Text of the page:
Costume Parade of Horrors – by Cara Potapshyn Meyers
The older my son gets, the more I wish he were a toddler when I used to zip him up in a pumpkin suit as his Halloween costume. For the past three years, my son’s choice of costume has gone from gross to ghastly to downright gory. My son has even been delighting in gory Halloween creativity. And this is a kid who practically screams at the sight of a paper cut (see photo below)!
I’m trying to understand his fascination with everything “gore,” but I’m just not getting it. His friends are not into this gory stuff. It is just not due to his current “issues.” His past two costumes were also disgusting. Could it be he is just a real “boy” and enjoys acting out his gory fantasies on one of the most exciting days of the year for kids?
Two years ago he wanted to be a “Hell Rider.” Last year it was the “Grim Reaper.” This year it’s a “Skeleton Zombie” (see photo). Thankfully, with the “Hell Rider” costume, the mask and bloody chains felt uncomfortable on my son, so he ended up looking like a “Biker Dude.” At least he ended up looking a little more “toned down.” Last Halloween, the reaper hood bothered him and the plastic reap was cumbersome, so he ditched both for me to hold and he presented more like a “black ghost” or “scary peasant.” Take your pick. Either way, it was better than the original.
This year, with this zombie costume, I am hoping my presumptions will prove true. Based on my son not liking anything covering his head, the disgusting mask will be on for a grand total of five minutes. Then, hoping it will be a warm day (it may get into the 60s as the temps here have been up that high recently), my son will get overheated and need to take off the top of the costume, leaving just the pants on. By then he will look like Frankenstein having a “bad couture day.”
What makes this whole situation the most mind boggling is that my son hates candy. All candy. He takes one lick of a lollipop and throws it out. Abhors the taste of chocolate. Yet Halloween is one of his favorite days of the year. Why? The costumes. He loves to dress up. He was Spiderman for three years in a row when he was younger. I could understand him wanting him to feel “invincible” through donning a superhero costume. This gory stuff is a complete mystery to me. But I try to oblige because he loves the day…just not the candy. In fact he comes home and empties his sack into our Halloween candy bowl for us to distribute to others. He simply gets a rise out of pretending he is ultra scary. Or ultra gory. Or ultra…something. Maybe he is acting out the antithesis of his true personality? Who knows, other than a child psychologist.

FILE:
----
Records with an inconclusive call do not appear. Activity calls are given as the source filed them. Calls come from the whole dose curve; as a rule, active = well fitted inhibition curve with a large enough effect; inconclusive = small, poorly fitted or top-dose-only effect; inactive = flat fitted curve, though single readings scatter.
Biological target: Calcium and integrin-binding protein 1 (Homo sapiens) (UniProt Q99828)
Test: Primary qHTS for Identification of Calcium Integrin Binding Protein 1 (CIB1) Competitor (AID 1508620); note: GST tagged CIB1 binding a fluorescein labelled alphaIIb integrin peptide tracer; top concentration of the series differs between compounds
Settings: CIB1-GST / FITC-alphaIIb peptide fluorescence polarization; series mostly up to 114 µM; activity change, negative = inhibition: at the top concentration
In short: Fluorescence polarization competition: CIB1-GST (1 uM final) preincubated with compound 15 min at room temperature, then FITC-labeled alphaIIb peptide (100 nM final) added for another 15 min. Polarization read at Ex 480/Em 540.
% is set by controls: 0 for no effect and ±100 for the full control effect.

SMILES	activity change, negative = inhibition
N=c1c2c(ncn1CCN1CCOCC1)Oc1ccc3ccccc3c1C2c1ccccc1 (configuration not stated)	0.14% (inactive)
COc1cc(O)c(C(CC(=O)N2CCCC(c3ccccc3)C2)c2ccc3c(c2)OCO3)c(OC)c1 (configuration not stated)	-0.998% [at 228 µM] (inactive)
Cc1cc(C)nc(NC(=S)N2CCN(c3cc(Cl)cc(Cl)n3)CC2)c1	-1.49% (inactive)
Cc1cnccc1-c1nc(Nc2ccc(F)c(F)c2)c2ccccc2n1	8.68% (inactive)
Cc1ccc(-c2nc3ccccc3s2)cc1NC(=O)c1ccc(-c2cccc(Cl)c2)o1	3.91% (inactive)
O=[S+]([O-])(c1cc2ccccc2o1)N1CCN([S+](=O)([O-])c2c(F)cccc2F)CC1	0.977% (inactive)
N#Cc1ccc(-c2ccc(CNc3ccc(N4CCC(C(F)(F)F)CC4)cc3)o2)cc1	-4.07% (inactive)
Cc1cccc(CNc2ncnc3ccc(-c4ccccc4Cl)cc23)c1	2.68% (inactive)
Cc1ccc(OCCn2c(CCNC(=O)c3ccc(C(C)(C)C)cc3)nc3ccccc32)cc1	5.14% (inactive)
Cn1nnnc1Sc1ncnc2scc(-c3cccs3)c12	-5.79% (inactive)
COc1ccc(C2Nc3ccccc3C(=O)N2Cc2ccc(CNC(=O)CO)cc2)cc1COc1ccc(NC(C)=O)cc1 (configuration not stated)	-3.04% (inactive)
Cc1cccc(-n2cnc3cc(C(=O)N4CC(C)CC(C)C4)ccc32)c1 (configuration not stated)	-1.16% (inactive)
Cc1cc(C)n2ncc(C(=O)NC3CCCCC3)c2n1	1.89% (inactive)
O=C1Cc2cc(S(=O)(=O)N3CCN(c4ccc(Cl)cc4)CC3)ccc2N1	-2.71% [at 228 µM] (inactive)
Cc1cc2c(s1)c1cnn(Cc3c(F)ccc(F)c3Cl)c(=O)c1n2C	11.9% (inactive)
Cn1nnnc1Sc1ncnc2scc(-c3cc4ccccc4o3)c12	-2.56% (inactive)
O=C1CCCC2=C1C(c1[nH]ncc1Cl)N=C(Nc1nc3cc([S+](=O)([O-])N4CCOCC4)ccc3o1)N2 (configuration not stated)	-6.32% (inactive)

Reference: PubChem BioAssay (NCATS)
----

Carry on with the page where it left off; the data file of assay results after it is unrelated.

I just had to sigh the other day when I was at our local craft store, buying some pumpkin carving tools. Three Tween girls were with their Mom, giggling and oozing with excitement as they were trying to find items to create three Barbie Princesses. I listened as they wanted the colors to match perfectly and found accessories that would make their costumes look more authentic. The Mom sounded exasperated. She didn’t have the patience to compare colors and worry about accessorizing etiquette. So while the three girls were running from isle to isle, I slipped over to the Mom and whispered, “Be thankful you have girls who want to wear respectable costumes. My son wants to be a grotesque skeleton zombie. I want to bury my head in the sand.” She smiled and took a deep breath. Then she said, “I guess you are right. I don’t have any boys, so I probably should be thankful. I just have so much else to do today. I can’t spend the whole day here.” I reminded her that her girls were at least wanting to be princesses and not pseudo-hookers. They were joyfully and excitedly choosing the details for their appropriate costumes. And most of all, I reminded her to relish this moment. Once it is gone, you can’t get it back. She took another deep breath and agreed that like my son, her girls were growing up so fast. One minute they are toddlers in a pumpkin suit, and in the blink of an eye, they want to be Barbie Princesses. Or in my case the ghastly Skeleton Zombie. She seemed more relaxed and thanked me as her girls came scurrying back for help with their decision making. I smiled, too and we said goodbye. Then I was quickly reminded of the “zombie from hell” costume. I told myself that at least my son didn’t want to be a drugged-out, overly tatooed, half-naked Rock Star.
Where’s that sand for me to bury my head in?